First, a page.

Chances of kicking the cigarette butt among the highly educated goes up along with the cost, while less educated women are more responsive to pictorial labels on cigarette packets, suggests a study.
After analyzing 48,755 responses from women in Spanish National Health surveys in 2001, 2003, 2006 and 2011, the team concluded that cigarette prices and pictorial labels are good tools for reducing smoking rates among women.
"Highly educated women are more sensitive to prices and less educated women to pictorial labels," the expert said.
But pictorial labels have a double value: "They are targeted towards the most vulnerable (less educated women)," said one of the researchers Marta Gil-Lacruz from University of Zaragoza in Spain.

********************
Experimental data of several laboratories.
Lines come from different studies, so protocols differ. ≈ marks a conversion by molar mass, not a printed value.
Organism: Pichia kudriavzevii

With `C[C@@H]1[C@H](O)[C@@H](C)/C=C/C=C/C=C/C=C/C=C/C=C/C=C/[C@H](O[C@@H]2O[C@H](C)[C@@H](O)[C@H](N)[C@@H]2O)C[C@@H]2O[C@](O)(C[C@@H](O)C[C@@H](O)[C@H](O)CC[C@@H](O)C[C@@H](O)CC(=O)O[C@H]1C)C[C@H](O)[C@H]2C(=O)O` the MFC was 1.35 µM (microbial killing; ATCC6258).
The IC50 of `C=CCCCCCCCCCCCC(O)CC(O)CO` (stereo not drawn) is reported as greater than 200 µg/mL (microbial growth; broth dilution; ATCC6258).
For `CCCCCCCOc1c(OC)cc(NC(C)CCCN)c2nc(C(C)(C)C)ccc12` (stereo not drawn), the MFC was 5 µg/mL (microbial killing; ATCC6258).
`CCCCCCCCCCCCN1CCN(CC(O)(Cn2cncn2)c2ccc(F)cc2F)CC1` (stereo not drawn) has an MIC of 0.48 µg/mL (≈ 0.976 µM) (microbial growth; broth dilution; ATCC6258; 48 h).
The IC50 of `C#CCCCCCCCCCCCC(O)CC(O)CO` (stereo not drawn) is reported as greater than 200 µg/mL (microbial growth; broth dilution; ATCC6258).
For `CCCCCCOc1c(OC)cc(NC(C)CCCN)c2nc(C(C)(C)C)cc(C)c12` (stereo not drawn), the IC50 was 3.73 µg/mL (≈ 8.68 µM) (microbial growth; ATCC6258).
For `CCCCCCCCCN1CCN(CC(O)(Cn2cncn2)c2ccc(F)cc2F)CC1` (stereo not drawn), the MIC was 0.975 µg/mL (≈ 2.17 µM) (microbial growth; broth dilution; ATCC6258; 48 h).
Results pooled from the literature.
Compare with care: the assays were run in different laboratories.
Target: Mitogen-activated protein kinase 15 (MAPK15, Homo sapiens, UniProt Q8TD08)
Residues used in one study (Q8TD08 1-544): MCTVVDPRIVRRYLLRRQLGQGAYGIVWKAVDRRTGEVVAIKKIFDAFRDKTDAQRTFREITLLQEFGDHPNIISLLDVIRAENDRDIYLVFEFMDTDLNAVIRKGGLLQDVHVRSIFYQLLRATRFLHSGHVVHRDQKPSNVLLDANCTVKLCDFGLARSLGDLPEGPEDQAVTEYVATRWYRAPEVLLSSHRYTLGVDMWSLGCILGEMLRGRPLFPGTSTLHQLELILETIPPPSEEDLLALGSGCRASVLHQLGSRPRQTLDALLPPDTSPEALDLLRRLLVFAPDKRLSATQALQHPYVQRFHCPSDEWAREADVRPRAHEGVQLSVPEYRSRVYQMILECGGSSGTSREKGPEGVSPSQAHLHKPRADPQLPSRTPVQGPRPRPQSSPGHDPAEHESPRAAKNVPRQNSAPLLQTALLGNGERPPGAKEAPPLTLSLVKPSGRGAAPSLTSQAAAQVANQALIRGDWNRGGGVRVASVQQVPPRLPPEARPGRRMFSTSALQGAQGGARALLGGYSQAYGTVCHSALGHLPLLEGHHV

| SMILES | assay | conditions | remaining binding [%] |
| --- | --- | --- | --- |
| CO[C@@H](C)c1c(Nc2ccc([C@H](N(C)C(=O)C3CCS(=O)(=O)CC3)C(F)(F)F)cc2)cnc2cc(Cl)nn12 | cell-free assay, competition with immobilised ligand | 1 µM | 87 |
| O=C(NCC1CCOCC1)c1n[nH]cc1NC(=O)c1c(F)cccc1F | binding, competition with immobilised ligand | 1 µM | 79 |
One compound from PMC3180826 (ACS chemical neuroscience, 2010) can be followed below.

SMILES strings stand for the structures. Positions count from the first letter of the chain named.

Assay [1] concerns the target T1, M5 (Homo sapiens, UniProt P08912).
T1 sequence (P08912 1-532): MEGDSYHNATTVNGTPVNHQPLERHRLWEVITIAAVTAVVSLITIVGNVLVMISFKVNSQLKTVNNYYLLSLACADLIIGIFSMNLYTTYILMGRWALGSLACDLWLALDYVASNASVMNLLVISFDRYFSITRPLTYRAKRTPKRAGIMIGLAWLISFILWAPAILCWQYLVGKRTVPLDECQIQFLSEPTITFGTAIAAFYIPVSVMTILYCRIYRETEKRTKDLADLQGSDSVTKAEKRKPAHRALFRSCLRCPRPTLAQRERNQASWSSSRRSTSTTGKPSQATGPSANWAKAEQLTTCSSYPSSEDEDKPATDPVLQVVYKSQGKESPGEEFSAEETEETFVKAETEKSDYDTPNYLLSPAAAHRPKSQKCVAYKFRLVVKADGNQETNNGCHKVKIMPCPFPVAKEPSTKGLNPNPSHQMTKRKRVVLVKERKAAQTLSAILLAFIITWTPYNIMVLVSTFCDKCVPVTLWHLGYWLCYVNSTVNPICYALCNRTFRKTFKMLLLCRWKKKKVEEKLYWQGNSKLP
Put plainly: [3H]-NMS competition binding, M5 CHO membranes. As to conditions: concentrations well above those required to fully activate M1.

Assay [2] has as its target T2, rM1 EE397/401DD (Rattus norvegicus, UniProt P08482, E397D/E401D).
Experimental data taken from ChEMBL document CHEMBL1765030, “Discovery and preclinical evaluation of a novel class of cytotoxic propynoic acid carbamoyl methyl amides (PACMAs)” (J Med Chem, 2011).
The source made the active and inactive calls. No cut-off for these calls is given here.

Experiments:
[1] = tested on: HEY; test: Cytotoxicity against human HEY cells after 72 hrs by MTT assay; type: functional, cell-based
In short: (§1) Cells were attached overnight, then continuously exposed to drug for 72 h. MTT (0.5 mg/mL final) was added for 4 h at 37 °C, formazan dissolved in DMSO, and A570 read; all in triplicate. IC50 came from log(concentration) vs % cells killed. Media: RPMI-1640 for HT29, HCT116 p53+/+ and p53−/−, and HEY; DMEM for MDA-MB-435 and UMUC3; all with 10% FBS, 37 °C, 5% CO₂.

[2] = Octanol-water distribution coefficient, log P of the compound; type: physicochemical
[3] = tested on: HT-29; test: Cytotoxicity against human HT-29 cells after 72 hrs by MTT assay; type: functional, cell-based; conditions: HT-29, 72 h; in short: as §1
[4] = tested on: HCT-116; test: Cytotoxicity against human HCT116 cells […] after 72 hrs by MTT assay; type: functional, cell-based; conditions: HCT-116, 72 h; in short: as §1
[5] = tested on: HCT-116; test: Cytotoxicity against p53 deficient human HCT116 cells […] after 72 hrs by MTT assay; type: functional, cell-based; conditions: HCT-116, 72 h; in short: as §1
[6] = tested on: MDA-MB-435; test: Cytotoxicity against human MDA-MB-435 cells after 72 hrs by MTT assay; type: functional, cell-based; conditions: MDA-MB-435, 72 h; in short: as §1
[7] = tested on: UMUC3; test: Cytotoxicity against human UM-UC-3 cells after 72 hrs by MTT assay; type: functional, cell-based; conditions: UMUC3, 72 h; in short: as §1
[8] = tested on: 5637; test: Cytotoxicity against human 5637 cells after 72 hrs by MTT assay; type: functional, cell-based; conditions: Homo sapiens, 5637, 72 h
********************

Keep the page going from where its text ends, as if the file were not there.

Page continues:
According to the researchers, we must differentiate smoking habits across generations, genders and countries to achieve more effective anti-smoking policies.
The researchers focused on four different generation cohorts: women born prior to 1950; those born between 1951 and 1964; between 1965 and 1983 and between 1985 and 1999.
In terms of the rates of smoking, women over 65 years old smoke the least, the study said.
However, those between 16 and 50 years old are most likely to smoke, "even if they have high levels of education."
The results appeared in the journal Addictive Behaviors